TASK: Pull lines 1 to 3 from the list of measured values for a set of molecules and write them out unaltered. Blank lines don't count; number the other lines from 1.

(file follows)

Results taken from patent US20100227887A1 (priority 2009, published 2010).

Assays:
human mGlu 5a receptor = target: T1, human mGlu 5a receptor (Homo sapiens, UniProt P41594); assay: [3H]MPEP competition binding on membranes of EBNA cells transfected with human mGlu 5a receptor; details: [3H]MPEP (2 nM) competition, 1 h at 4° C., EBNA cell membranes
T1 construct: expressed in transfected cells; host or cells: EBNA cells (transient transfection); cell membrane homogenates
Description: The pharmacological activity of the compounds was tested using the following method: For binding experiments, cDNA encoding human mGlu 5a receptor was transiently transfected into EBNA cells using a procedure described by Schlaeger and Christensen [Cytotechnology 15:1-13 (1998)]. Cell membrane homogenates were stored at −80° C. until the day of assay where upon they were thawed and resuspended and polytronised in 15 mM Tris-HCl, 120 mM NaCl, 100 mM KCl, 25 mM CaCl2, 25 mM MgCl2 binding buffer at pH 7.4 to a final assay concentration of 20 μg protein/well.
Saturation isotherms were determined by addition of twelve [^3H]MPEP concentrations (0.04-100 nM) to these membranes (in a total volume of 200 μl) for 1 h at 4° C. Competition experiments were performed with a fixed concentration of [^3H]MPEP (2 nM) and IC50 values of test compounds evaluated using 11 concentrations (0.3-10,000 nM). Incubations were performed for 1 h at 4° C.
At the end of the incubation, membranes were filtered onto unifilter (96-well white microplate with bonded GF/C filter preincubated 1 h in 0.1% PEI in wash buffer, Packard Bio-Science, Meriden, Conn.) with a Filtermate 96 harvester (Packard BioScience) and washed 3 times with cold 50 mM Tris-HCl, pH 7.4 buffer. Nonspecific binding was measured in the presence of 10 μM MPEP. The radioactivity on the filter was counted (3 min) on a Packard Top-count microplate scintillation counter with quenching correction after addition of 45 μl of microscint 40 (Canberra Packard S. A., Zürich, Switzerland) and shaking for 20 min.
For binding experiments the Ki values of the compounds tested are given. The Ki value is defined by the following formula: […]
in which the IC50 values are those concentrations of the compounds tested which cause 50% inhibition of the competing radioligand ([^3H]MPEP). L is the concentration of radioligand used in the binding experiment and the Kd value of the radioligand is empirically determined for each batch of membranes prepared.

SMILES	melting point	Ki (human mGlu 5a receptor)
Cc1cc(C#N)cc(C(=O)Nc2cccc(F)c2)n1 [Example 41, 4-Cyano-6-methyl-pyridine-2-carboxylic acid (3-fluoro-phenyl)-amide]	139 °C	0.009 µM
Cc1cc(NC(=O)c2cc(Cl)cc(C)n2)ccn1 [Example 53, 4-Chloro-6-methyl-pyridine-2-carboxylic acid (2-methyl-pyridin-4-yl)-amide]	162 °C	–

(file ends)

Results taken from patent US20100227887A1 (priority 2009, published 2010).

Assays:
human mGlu 5a receptor = target: T1, human mGlu 5a receptor (Homo sapiens, UniProt P41594); assay: [3H]MPEP competition binding on membranes of EBNA cells transfected with human mGlu 5a receptor; details: [3H]MPEP (2 nM) competition, 1 h at 4° C., EBNA cell membranes